n response to a Waukesha woman’s killing by her abuser, a Wisconsin legislator plans to introduce a bill to prevent domestic violence offenders from owning guns while under a restraining order.
Rep. Garey Bies, R-Sister Bay, plans to introduce legislation this fall to force offenders under restraining orders related to domestic or child abuse to give up their firearms within 48 hours of the court’s issuance.
Bies said the bill would institute a specific protocol for gun surrenders and is a reasonable and proven way to protect against domestic violence homicides.
A Waukesha woman’s death at the hands of her boyfriend, who possessed a gun while under a restraining order for domestic abuse, motivated him to introduce the bill, Bies added.
Tony Gibart, public policy coordinator for End Domestic Abuse Wisconsin, said his organization supports the bill because it would help domestic abuse victims.
“This bill will give victims the peace of mind that their safety is being taken seriously,” he said.
Current law states the domestic violence offender is required to surrender any and all firearms when a judge issues a restraining order for domestic or child abuse, but little follow up is done by law enforcement or the courts after the ruling, Bies said.
“Wisconsin needs to close this gap in our laws and provide a better opportunity to prevent the next domestic violence tragedy,” he said.
He added he wants to make sure police and court procedures are strengthened under this law. A survey conducted by sheriff departments statewide found 70 percent of counties did not follow up to ensure offenders did not possess weapons in compliance with their restraining order.
Four counties participated in pilot programs that consistently used the court procedures to follow up with abusers, Bies said.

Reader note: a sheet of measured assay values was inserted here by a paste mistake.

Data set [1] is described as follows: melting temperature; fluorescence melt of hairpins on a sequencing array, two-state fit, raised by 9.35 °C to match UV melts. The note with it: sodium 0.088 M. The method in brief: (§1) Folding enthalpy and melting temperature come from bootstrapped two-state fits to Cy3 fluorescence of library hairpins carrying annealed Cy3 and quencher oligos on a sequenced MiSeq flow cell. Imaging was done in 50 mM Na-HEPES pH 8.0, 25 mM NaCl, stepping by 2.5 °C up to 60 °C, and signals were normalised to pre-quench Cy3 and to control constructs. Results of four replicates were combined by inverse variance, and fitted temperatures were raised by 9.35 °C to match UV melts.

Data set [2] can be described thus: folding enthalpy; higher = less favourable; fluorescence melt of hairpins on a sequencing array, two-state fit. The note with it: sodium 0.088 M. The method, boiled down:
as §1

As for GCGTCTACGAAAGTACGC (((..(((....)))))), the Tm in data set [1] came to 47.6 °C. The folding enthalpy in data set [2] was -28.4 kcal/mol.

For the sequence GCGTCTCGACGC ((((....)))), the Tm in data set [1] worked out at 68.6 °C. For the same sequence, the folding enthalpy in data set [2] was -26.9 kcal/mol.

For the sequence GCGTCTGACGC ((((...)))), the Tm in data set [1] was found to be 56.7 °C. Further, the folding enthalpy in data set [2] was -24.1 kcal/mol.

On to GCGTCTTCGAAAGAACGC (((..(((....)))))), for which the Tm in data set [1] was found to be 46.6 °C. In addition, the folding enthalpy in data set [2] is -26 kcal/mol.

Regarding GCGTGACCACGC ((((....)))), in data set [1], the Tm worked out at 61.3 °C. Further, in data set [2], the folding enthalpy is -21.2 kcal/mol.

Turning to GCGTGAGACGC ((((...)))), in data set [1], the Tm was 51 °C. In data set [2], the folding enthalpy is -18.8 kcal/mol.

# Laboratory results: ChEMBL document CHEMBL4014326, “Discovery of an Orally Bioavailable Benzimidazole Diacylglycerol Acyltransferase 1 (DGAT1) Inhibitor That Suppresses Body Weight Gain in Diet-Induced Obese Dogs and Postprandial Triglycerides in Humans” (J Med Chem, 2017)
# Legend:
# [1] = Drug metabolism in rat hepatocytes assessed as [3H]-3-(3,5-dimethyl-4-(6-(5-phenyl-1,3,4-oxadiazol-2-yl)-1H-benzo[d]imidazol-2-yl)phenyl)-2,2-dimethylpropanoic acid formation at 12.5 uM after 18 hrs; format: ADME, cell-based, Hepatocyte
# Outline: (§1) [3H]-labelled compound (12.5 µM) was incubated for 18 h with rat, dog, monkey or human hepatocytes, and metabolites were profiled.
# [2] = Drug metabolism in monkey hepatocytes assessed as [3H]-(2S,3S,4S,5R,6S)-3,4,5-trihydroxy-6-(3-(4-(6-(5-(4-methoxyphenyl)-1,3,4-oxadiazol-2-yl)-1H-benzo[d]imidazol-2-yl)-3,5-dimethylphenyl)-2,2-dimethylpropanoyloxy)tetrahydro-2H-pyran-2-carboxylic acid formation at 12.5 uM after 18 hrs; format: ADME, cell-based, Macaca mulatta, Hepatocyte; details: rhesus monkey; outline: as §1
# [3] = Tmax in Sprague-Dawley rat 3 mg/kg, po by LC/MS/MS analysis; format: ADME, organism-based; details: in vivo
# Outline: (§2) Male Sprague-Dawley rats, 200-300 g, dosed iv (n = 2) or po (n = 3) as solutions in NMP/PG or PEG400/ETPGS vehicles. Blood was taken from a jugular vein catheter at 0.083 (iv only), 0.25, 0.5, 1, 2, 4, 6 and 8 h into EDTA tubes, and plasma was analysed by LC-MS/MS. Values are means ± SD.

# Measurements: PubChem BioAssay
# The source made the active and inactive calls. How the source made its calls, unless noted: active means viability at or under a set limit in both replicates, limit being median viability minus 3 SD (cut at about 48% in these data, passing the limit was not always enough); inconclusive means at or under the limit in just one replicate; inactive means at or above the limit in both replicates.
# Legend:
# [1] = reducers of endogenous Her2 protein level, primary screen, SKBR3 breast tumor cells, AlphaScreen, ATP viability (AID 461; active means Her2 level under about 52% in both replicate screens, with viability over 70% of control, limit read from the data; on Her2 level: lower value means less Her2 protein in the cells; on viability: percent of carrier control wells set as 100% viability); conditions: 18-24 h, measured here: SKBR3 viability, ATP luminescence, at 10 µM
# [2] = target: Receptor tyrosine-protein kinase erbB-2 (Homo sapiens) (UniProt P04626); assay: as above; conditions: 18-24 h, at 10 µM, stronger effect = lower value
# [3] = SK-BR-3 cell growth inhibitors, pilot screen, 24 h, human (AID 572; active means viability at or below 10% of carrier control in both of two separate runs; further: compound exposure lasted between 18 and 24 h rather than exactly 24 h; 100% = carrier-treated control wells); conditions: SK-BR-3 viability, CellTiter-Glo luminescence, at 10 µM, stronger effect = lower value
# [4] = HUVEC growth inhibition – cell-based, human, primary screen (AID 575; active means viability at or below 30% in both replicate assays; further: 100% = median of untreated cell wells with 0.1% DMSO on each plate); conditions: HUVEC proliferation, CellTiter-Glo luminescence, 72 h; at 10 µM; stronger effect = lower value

“[County residents] said the procedures made them feel safer, gave them peace of mind and enhanced their actual safety,” Bies said.
Gibart said the bill is a simple way to reinforce the purpose and intent of a restraining order.
“It really takes a basic step to what needs to be done around firearm surrender,” Gibart said. “It makes [the restraining order] more than a piece of paper.”
Jeff Nass, president for Wisconsin Firearm Owners, Ranges, Clubs, and Educators, Inc., an organization charted by the National Rifle Association, said he believes the bill has “a lot of gray area” on the procedure in which law enforcement and courts would follow up with abusers.
Since the state does not require registration of guns, obtaining all the offender’s firearms could be more difficult, Nass said.
“If the offender has more guns than they say, how do you prove it?” Nass said.
He said this bill could also harm innocent victims because if an offender ever filed a restraining order against the victim, victims would be left unarmed and less able to defend themselves.
The bill will be introduced to the Assembly Committee on Criminal Justice. It is currently being circulated for co-sponsors.
Bies said the bill has gained support from both sides of the aisle and he hopes the bill will reach an Assembly vote by the end of this year.